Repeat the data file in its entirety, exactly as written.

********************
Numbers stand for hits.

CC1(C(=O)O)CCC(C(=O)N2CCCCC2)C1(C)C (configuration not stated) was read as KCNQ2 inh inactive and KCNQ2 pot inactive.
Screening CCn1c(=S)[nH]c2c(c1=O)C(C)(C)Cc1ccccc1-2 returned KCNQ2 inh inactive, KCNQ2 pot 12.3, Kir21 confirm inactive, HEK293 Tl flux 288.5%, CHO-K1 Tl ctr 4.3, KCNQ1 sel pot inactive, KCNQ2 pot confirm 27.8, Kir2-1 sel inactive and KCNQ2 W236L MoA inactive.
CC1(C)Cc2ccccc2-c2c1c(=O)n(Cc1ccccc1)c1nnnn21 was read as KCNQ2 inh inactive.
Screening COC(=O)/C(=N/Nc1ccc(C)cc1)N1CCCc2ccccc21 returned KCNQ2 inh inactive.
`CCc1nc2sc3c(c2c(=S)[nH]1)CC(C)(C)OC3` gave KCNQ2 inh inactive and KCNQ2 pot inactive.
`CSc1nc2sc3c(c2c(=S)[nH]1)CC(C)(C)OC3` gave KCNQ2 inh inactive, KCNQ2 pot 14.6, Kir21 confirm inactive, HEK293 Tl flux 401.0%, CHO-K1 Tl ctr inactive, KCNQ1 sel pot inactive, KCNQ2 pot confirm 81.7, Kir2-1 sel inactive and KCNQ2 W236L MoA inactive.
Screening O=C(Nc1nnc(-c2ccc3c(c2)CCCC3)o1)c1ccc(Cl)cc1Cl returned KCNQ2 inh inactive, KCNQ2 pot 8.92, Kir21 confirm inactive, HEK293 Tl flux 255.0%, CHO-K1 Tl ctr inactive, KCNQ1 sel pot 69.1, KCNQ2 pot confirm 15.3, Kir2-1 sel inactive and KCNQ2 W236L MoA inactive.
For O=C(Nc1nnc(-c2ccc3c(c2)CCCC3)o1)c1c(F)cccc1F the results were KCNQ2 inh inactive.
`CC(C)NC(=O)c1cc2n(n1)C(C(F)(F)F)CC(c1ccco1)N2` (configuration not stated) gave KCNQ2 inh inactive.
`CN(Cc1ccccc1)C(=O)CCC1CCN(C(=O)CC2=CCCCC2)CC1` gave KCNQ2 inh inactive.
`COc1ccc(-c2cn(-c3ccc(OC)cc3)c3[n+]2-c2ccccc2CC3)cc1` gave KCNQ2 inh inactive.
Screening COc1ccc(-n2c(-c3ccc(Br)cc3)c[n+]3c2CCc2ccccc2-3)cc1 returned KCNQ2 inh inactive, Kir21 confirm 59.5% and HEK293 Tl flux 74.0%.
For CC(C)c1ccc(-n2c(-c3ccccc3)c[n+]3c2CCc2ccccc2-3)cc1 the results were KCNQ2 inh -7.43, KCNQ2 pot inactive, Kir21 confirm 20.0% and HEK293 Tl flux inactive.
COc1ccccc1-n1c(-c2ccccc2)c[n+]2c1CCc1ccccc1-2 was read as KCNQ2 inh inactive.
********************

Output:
Numbers stand for hits.

CC1(C(=O)O)CCC(C(=O)N2CCCCC2)C1(C)C (configuration not stated) was read as KCNQ2 inh inactive and KCNQ2 pot inactive.
Screening CCn1c(=S)[nH]c2c(c1=O)C(C)(C)Cc1ccccc1-2 returned KCNQ2 inh inactive, KCNQ2 pot 12.3, Kir21 confirm inactive, HEK293 Tl flux 288.5%, CHO-K1 Tl ctr 4.3, KCNQ1 sel pot inactive, KCNQ2 pot confirm 27.8, Kir2-1 sel inactive and KCNQ2 W236L MoA inactive.
CC1(C)Cc2ccccc2-c2c1c(=O)n(Cc1ccccc1)c1nnnn21 was read as KCNQ2 inh inactive.
Screening COC(=O)/C(=N/Nc1ccc(C)cc1)N1CCCc2ccccc21 returned KCNQ2 inh inactive.
`CCc1nc2sc3c(c2c(=S)[nH]1)CC(C)(C)OC3` gave KCNQ2 inh inactive and KCNQ2 pot inactive.
`CSc1nc2sc3c(c2c(=S)[nH]1)CC(C)(C)OC3` gave KCNQ2 inh inactive, KCNQ2 pot 14.6, Kir21 confirm inactive, HEK293 Tl flux 401.0%, CHO-K1 Tl ctr inactive, KCNQ1 sel pot inactive, KCNQ2 pot confirm 81.7, Kir2-1 sel inactive and KCNQ2 W236L MoA inactive.
Screening O=C(Nc1nnc(-c2ccc3c(c2)CCCC3)o1)c1ccc(Cl)cc1Cl returned KCNQ2 inh inactive, KCNQ2 pot 8.92, Kir21 confirm inactive, HEK293 Tl flux 255.0%, CHO-K1 Tl ctr inactive, KCNQ1 sel pot 69.1, KCNQ2 pot confirm 15.3, Kir2-1 sel inactive and KCNQ2 W236L MoA inactive.
For O=C(Nc1nnc(-c2ccc3c(c2)CCCC3)o1)c1c(F)cccc1F the results were KCNQ2 inh inactive.
`CC(C)NC(=O)c1cc2n(n1)C(C(F)(F)F)CC(c1ccco1)N2` (configuration not stated) gave KCNQ2 inh inactive.
`CN(Cc1ccccc1)C(=O)CCC1CCN(C(=O)CC2=CCCCC2)CC1` gave KCNQ2 inh inactive.
`COc1ccc(-c2cn(-c3ccc(OC)cc3)c3[n+]2-c2ccccc2CC3)cc1` gave KCNQ2 inh inactive.
Screening COc1ccc(-n2c(-c3ccc(Br)cc3)c[n+]3c2CCc2ccccc2-3)cc1 returned KCNQ2 inh inactive, Kir21 confirm 59.5% and HEK293 Tl flux 74.0%.
For CC(C)c1ccc(-n2c(-c3ccccc3)c[n+]3c2CCc2ccccc2-3)cc1 the results were KCNQ2 inh -7.43, KCNQ2 pot inactive, Kir21 confirm 20.0% and HEK293 Tl flux inactive.
COc1ccccc1-n1c(-c2ccccc2)c[n+]2c1CCc1ccccc1-2 was read as KCNQ2 inh inactive.